165. Organisation of mental health care for adults in Belgium

216 Table 25 – Flowchart of sampling process 217 Table 26 – Stakeholders’ characteristics (n = 469) 220 Table 27 – Priority objectives of the reform in mental health care 221 Table 28 – Fixed effect tests on priority scores* 222 Table 29 – Priority objectives of the reform in mental health care, differences between regions 223 Table 30 – Priority objectives of the reform in mental health care, differences between stakeholders 223 Table 31 – Differences in priority organisational interventions (...) according to the goals of social integration and care in the community 224 Table 32 – Levels of the organisation of mental health care preferred by stakeholders according to the goal of social integration vs care in the community 225 Table 33 – Conjoint analysis on the dimensions and levels of the organisation of mental health care 227 Table 34 – Fixed effect tests on utility scores (U)* 228 Table 35 – Levels of the organisation of mental health care, differences between regions 229 Table 36 – Levels

2019 Belgian Health Care Knowledge Centre

166. Asylum seekers in Belgium: options for a more equitable access to health care. A stakeholder consultation

), these three key points and possible options and components for solutions were tested with a large panel of Belgian experts, field workers and policymakers during an online survey (April-May 2018). Participants to this survey were selected because of their expertise in the field of migration and/or health care (purposive sampling). Stakeholders included: the local welfare centres (Centre Public d’Action Sociale CPAS – Openbaar Centrum voor Maatschappelijk Welzijn OCMW (n=593), reception centres of Fedasil (...) exploratory phase and identify preferences, consensual and non- consensual points. It was, however, possible for stakeholders to freely add relevant components/options or modify the proposed options. The survey was initially developed in French, subsequently translated in Dutch, and pre- tested with a panel of KCE researchers (not part of the research team of this study). The survey was structured around the three themes: (i) governance of health policy, (ii) organisation of health care, and (iii) funding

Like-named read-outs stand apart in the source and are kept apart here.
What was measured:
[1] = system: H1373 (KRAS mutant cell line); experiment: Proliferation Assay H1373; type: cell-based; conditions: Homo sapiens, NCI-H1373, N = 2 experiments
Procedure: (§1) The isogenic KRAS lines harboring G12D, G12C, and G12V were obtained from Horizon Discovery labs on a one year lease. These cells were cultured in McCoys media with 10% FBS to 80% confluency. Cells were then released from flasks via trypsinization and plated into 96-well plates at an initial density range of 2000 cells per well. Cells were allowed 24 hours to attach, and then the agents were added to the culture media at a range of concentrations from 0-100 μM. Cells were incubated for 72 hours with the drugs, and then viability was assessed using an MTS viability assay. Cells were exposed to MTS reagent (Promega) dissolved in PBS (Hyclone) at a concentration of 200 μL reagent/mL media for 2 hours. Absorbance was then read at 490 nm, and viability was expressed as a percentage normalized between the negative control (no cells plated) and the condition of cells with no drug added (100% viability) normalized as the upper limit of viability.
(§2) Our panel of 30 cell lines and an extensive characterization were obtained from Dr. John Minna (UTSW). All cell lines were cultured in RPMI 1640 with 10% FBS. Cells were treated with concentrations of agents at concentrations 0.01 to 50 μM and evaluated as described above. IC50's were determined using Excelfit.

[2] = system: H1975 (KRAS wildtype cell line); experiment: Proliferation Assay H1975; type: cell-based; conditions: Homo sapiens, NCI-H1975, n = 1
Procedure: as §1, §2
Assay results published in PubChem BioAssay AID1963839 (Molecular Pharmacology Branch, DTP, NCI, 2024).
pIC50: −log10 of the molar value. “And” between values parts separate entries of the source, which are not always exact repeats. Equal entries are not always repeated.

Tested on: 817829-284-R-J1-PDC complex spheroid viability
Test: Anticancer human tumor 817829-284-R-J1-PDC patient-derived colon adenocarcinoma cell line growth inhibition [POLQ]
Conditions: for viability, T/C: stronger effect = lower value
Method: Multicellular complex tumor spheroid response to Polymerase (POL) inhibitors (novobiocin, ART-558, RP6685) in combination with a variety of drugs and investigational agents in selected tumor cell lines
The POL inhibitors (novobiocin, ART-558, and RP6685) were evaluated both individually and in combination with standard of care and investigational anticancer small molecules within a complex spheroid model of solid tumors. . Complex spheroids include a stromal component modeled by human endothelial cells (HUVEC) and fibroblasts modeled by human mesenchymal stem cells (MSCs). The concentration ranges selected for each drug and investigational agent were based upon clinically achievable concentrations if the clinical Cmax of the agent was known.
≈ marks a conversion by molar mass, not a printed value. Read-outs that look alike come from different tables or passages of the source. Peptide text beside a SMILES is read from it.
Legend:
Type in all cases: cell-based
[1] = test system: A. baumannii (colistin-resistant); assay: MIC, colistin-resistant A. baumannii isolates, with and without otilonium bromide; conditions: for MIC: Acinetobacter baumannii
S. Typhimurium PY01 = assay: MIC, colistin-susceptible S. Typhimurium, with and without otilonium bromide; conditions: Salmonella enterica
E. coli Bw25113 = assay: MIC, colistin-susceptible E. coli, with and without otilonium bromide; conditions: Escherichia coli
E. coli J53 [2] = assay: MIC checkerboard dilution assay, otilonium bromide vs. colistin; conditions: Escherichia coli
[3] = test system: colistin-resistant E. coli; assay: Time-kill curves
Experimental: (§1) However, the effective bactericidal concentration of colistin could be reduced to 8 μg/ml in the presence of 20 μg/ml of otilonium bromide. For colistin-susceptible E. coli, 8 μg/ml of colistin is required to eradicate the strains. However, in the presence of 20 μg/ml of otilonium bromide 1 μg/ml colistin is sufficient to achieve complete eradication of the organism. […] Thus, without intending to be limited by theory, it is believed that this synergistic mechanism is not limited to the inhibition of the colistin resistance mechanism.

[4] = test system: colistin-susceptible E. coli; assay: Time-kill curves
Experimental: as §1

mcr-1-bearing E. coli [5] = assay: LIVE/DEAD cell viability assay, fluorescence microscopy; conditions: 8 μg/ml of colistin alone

2019 Belgian Health Care Knowledge Centre

167. European Championships Glasgow 2018: survey of volunteer applicants

information obtained during the application phase with responses to an online questionnaire exploring expectations, experiences and potential influence of the volunteer programme on volunteer applicants and to reflect on how learning from the Glasgow 2014 Commonwealth Games recruitment strategy shaped this. 2.2 Survey design A draft questionnaire was developed predominately using questions tested in previous studies and validated scales. The questionnaire covered a variety of topics exploring experiences (...) % 46% 16% 5% Long-term condition or illness (n=2,331) Yes No 15% 85% Employment (n=2,341) Employed full time (including self-employed) Employed part time (including self-employed) Employed casually (e.g. temporary contract) Retired or pensioner Unemployed and/or looking for employment Full-time pupil or student Full-time carer or parent Other 39% 13% 2% 28% 3% 10% 1% 4% Ethnicity (n=2,344) White Scottish White English White Welsh White Northern Irish White British White Irish White Polish White

2019 Glasgow Centre for Population Health

168. Canadian Urological Association guideline for the diagnosis, management, and surveillance of neurogenic lower urinary tract dysfunction